Interview with Lorna Adams, MSW, BA, Social Worker
Q - You've worked in healthcare for many years now, with both adults and children. As a social worker, would you say your main role is helping people enhance their well-being?
A - My role as a social worker is guided by a code of ethics, regardless of the population I am servicing. The code of ethics sets values, principals and standards to guide my role and provides specific guidelines to assist in making ethical decisions in treatment and service to clients. This code is based on core values which not only include service, dignity and worth of an individual, but also integrity, competence, importance of human relationships and social justice.
Q - They say people's passion drives their career choices or should drive them. Is that the case for you, Lorna?
A - Yes, as a social worker I have an intense desire and eagerness to help people in need, and to address social problems. It's putting service to others above self-interest. This is the primary goal of social work; to rise up to serve others.
Q - Do you often run into people who don't want help or support? How do you approach someone who could use assistance, but feels uncomfortable accepting support?
A - It is true; there are times people who need help exhibit a level of resistance. More often than not, these can be individuals who need help the most, but at first may not want to accept it, or comply with services. Clinician-client relationships often depend on establishing good engagement early on, to develop a working therapeutic relationship that the client views as helpful, supportive and hopefully, nonjudgemental as well. The client also needs to feel that the environment is safe for them.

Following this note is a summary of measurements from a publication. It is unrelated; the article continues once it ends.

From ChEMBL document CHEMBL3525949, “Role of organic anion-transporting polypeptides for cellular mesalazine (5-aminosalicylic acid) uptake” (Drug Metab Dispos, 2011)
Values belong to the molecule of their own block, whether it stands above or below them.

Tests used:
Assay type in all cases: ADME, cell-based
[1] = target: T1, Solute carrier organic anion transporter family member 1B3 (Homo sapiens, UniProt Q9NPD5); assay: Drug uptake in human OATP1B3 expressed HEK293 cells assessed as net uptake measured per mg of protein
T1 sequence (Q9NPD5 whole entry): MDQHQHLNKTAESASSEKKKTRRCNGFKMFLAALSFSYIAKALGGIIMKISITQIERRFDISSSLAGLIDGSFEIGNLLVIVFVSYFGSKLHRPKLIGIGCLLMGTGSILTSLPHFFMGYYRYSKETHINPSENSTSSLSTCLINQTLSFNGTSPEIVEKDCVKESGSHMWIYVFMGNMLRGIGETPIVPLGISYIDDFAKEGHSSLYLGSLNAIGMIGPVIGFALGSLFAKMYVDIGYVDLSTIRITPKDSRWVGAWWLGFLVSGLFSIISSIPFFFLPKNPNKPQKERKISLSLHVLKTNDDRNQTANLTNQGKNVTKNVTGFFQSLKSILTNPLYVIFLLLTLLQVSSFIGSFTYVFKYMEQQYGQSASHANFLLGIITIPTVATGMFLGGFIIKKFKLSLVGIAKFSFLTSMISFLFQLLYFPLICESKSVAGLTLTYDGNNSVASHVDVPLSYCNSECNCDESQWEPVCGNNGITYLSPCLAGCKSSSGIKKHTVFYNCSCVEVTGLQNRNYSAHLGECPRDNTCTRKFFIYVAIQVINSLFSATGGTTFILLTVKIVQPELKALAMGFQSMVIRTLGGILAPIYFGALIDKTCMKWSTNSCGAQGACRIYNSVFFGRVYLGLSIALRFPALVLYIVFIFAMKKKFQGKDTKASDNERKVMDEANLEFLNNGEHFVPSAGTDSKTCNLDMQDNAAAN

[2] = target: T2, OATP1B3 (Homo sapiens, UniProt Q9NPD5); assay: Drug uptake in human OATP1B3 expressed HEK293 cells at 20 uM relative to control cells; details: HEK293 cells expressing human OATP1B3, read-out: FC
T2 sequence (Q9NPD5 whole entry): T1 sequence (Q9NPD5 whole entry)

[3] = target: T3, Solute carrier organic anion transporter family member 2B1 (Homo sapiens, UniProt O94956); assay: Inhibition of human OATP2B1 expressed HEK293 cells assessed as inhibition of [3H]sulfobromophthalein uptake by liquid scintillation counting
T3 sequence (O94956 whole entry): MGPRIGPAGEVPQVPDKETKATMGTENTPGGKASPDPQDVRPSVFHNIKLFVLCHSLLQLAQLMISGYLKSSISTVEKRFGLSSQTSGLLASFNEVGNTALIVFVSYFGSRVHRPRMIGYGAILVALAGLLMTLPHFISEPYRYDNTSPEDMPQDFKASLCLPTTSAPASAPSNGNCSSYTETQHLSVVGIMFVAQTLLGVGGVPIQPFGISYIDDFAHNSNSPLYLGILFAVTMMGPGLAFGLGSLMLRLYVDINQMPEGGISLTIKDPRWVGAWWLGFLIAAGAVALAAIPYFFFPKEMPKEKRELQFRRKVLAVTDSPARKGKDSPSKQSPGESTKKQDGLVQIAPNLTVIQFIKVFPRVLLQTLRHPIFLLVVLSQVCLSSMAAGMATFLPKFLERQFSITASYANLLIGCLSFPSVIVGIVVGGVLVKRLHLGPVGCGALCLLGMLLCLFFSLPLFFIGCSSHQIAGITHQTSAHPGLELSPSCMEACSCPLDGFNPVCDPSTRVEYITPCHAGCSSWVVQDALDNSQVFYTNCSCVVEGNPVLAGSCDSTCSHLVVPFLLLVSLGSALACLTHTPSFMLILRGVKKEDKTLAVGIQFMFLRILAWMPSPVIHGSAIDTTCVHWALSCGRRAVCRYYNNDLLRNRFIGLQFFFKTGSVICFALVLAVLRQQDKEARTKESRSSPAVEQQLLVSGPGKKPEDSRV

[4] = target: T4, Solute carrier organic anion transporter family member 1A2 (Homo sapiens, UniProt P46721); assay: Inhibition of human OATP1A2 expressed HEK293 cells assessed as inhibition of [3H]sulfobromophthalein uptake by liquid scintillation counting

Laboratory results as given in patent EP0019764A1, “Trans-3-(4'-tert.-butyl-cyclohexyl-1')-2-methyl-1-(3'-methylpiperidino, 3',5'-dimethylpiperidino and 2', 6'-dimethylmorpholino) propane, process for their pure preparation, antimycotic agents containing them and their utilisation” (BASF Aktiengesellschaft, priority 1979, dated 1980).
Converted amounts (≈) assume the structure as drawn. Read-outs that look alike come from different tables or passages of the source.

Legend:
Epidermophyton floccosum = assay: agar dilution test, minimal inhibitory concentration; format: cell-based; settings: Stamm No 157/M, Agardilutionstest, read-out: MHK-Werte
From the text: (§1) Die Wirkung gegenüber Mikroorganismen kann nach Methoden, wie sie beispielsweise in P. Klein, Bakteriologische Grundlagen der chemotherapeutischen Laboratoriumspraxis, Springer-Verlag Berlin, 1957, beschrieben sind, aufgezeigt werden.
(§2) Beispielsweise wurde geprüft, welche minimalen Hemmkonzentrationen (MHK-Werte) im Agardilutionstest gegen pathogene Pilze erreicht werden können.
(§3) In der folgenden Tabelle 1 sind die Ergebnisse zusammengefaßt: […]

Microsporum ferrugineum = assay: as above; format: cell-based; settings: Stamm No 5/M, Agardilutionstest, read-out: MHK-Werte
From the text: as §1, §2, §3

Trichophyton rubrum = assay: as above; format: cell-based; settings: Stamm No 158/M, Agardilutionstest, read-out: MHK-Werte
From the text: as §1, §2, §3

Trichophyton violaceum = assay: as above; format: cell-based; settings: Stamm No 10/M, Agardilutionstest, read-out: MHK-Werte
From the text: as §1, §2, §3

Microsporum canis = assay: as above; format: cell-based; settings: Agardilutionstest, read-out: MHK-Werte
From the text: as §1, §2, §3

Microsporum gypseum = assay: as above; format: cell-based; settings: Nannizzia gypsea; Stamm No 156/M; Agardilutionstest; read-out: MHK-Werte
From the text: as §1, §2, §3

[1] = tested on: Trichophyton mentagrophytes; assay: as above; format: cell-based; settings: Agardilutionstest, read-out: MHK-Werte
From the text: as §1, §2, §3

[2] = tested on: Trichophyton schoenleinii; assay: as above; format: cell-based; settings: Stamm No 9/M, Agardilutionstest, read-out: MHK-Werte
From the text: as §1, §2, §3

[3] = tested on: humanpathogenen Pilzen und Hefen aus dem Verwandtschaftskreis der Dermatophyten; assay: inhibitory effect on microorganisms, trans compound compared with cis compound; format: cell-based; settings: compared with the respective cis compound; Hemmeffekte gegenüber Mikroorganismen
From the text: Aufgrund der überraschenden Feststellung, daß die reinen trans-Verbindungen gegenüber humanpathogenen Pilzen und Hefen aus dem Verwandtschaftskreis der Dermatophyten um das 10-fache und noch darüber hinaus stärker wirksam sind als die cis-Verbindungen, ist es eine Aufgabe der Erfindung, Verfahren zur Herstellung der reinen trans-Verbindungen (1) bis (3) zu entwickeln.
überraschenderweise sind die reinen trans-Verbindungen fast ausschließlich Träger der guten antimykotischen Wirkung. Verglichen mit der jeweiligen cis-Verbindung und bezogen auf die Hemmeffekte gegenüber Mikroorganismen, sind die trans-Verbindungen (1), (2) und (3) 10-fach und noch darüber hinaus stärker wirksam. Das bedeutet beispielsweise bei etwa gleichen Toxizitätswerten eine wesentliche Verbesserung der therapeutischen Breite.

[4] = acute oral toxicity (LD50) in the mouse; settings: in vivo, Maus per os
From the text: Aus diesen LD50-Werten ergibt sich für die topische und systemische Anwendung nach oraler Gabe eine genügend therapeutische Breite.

Q - What are some of the best community resources to support one's well-being?
A - Resources vary depending on individual need and funding systems. I have been called the "Resource Queen" for my ability to find resources. There are many resources available to assist individuals in becoming comfortable and to help with unmet needs.
Q - Personal resilience is a topic in the news these days. Can you explain personal resilience?
A - An example of personal resilience would be communities overcoming the crisis of river flooding. Flooding occurs throughout the world and can devastate an area, and the people involved. I've personally witnessed neighbor helping neighbor, coming together as a community, and problem solving. They devised and arranged methods to overcome the crisis, despite the many stressors associated with the flooding that affected everyone, including myself.
Q - When bad things happen in our lives, natural disasters, tragic events, violence, etc. how does personal resilience play a role in the way we respond to what has happened?
A - There are many protective mechanisms that determine how individuals react to tragic events, including family support systems, as well as social and relational support, along with different coping mechanisms. During times of crisis and suffering, when family belief systems see the crisis as manageable, it allows families to effectively function through any adversity they experience, personally, or together. This resilient outlook contributes to family bonding through the crisis, and connecting with each other, through the problem-solving experience. For me, a recent crisis was the unexpected loss of a parent. For other people in South Florida, it was losses associated with hurricanes and the recent school shooting.